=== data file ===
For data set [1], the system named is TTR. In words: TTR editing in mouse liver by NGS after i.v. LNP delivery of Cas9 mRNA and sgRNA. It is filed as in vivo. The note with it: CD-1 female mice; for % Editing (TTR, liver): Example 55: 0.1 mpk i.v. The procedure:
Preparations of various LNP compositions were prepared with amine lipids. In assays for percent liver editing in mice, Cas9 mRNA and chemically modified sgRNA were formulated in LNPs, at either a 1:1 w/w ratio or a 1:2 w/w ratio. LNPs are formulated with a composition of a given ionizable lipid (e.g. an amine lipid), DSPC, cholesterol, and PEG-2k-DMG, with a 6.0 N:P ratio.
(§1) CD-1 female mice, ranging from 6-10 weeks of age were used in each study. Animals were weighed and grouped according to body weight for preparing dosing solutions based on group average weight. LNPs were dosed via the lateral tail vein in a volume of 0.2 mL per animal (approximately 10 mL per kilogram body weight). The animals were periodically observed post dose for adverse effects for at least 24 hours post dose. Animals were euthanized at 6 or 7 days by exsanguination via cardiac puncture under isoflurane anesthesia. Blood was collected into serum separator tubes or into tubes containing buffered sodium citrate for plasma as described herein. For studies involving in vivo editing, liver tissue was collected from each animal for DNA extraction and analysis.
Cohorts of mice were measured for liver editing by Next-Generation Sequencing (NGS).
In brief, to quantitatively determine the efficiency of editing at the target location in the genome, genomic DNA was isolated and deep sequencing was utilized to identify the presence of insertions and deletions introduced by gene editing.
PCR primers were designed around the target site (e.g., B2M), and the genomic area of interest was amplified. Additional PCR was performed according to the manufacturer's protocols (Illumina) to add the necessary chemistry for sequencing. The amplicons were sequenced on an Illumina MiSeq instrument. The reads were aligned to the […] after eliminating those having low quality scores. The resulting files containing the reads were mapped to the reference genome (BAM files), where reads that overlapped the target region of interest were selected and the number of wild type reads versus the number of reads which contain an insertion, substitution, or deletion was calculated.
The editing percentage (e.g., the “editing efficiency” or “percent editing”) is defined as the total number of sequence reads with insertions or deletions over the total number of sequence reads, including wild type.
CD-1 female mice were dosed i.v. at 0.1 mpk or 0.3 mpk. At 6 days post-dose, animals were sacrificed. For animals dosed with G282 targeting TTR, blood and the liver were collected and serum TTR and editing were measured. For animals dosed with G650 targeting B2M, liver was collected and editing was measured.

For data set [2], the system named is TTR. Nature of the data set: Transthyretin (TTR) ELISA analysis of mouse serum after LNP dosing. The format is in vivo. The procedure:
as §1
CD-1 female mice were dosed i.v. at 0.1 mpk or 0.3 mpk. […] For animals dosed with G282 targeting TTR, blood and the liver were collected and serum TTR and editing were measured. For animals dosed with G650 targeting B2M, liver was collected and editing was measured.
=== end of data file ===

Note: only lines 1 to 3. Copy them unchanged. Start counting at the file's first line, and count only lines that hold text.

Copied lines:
For data set [1], the system named is TTR. In words: TTR editing in mouse liver by NGS after i.v. LNP delivery of Cas9 mRNA and sgRNA. It is filed as in vivo. The note with it: CD-1 female mice; for % Editing (TTR, liver): Example 55: 0.1 mpk i.v. The procedure:
Preparations of various LNP compositions were prepared with amine lipids. In assays for percent liver editing in mice, Cas9 mRNA and chemically modified sgRNA were formulated in LNPs, at either a 1:1 w/w ratio or a 1:2 w/w ratio. LNPs are formulated with a composition of a given ionizable lipid (e.g. an amine lipid), DSPC, cholesterol, and PEG-2k-DMG, with a 6.0 N:P ratio.
(§1) CD-1 female mice, ranging from 6-10 weeks of age were used in each study. Animals were weighed and grouped according to body weight for preparing dosing solutions based on group average weight. LNPs were dosed via the lateral tail vein in a volume of 0.2 mL per animal (approximately 10 mL per kilogram body weight). The animals were periodically observed post dose for adverse effects for at least 24 hours post dose. Animals were euthanized at 6 or 7 days by exsanguination via cardiac puncture under isoflurane anesthesia. Blood was collected into serum separator tubes or into tubes containing buffered sodium citrate for plasma as described herein. For studies involving in vivo editing, liver tissue was collected from each animal for DNA extraction and analysis.